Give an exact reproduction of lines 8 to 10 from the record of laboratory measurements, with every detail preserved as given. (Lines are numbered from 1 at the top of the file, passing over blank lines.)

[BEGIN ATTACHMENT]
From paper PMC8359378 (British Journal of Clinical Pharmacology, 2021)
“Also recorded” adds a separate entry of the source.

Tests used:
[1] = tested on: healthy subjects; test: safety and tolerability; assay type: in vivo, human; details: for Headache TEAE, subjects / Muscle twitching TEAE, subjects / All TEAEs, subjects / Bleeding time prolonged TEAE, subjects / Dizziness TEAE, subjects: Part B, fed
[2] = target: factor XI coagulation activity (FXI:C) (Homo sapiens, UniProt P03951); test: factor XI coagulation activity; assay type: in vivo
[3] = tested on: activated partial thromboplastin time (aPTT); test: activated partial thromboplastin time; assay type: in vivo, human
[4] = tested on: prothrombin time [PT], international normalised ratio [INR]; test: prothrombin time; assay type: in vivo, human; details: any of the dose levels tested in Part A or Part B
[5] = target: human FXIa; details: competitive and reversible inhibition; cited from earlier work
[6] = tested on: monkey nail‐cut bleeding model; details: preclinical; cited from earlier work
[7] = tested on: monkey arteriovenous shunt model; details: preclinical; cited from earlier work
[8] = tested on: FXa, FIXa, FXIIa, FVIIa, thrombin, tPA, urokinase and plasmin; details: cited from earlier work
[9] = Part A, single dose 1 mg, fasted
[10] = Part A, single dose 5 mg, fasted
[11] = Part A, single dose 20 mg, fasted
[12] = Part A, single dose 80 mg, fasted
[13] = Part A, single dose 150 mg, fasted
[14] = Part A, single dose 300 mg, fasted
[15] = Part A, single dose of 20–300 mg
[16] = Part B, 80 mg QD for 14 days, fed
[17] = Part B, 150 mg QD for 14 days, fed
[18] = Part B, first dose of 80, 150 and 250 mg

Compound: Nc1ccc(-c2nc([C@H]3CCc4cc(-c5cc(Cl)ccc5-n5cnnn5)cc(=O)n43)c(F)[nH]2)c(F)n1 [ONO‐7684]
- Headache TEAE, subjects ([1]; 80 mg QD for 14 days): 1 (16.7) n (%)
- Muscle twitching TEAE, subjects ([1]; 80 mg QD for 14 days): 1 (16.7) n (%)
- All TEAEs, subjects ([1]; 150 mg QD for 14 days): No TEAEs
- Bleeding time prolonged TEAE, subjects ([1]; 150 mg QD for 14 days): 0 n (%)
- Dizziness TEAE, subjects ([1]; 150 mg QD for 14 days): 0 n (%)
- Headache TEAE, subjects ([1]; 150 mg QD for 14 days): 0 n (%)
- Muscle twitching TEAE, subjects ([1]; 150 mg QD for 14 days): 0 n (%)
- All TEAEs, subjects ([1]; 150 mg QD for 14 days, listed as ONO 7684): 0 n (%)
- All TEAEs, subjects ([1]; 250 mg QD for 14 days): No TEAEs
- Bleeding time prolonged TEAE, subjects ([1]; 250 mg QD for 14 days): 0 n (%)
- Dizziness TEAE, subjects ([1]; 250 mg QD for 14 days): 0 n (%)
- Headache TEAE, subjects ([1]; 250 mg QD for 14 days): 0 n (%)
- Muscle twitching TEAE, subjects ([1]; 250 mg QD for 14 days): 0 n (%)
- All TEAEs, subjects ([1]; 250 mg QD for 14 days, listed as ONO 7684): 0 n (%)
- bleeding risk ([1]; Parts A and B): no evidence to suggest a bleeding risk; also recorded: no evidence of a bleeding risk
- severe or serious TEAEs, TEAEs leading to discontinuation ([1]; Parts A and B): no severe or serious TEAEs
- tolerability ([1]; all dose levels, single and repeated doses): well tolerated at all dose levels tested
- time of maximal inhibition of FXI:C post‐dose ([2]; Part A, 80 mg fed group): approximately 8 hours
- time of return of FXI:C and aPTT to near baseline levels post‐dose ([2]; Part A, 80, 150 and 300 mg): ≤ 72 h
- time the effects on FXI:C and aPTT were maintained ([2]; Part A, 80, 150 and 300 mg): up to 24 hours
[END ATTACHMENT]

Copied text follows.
[5] = target: human FXIa; details: competitive and reversible inhibition; cited from earlier work
[6] = tested on: monkey nail‐cut bleeding model; details: preclinical; cited from earlier work
[7] = tested on: monkey arteriovenous shunt model; details: preclinical; cited from earlier work